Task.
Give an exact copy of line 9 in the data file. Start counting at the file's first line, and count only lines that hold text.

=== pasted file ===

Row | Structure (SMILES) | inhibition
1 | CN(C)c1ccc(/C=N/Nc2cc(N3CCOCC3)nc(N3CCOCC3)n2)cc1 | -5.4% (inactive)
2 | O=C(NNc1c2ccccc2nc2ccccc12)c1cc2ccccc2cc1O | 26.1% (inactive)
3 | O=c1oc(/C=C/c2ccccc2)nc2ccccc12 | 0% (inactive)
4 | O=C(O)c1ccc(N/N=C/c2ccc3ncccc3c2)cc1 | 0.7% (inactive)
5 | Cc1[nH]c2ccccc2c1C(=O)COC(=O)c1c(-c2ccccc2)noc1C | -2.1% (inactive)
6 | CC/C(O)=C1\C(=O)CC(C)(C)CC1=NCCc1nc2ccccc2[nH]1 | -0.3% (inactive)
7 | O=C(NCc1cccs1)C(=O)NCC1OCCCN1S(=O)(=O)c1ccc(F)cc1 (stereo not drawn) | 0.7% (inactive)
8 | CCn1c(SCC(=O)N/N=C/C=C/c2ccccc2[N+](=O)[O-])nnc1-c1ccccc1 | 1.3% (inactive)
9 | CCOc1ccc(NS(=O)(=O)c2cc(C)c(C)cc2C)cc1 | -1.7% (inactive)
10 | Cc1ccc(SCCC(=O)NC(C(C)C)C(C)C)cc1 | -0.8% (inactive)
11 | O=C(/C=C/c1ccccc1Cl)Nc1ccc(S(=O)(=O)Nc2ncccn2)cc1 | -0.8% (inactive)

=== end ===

8 | CCn1c(SCC(=O)N/N=C/C=C/c2ccccc2[N+](=O)[O-])nnc1-c1ccccc1 | 1.3% (inactive)